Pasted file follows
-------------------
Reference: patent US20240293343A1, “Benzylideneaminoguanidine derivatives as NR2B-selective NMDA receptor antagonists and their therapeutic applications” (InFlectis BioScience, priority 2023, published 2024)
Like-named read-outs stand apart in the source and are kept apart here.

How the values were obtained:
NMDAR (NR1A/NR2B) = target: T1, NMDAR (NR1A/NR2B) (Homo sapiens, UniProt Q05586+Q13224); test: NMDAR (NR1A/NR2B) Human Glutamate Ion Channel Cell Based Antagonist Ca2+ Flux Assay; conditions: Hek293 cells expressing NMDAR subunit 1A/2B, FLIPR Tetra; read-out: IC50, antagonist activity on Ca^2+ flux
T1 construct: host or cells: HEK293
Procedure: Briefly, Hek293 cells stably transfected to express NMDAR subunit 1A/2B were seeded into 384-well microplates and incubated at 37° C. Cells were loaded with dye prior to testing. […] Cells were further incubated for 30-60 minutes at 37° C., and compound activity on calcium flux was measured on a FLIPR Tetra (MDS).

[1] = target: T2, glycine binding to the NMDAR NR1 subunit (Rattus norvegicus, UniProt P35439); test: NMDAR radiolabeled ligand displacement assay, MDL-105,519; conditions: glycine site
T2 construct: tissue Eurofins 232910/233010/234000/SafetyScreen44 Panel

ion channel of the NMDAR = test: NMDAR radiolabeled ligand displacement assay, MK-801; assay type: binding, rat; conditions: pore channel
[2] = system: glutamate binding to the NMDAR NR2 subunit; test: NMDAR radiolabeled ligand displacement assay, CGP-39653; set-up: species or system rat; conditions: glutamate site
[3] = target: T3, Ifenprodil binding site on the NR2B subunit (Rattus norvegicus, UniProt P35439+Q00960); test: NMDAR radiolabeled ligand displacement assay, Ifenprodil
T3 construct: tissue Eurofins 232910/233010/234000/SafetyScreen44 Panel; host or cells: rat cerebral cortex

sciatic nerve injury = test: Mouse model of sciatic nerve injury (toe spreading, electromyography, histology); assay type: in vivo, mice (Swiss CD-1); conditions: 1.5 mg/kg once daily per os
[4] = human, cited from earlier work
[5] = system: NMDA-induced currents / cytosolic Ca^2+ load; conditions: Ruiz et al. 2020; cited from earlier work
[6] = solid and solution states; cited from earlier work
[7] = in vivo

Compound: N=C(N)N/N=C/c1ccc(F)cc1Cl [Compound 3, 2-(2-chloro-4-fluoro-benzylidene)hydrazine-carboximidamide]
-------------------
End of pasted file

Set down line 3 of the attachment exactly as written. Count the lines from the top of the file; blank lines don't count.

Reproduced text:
How the values were obtained: